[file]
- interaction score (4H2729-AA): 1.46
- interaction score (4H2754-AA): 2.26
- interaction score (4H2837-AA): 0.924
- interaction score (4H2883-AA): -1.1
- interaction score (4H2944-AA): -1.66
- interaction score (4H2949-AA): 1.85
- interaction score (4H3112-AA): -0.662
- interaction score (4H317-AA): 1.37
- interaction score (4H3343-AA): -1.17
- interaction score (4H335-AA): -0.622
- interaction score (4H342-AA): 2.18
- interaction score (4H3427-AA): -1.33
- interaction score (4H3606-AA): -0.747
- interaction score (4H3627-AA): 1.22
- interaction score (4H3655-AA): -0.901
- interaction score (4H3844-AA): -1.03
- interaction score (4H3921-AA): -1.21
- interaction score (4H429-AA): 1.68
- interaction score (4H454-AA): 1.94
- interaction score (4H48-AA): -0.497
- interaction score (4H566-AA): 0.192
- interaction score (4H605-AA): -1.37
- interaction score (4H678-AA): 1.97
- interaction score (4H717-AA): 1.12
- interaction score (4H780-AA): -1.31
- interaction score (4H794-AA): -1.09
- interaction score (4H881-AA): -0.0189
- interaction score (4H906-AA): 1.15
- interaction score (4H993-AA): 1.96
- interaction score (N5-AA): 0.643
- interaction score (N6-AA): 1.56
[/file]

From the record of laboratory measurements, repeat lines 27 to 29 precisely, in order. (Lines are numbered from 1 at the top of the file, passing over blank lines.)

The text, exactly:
- interaction score (4H881-AA): -0.0189
- interaction score (4H906-AA): 1.15
- interaction score (4H993-AA): 1.96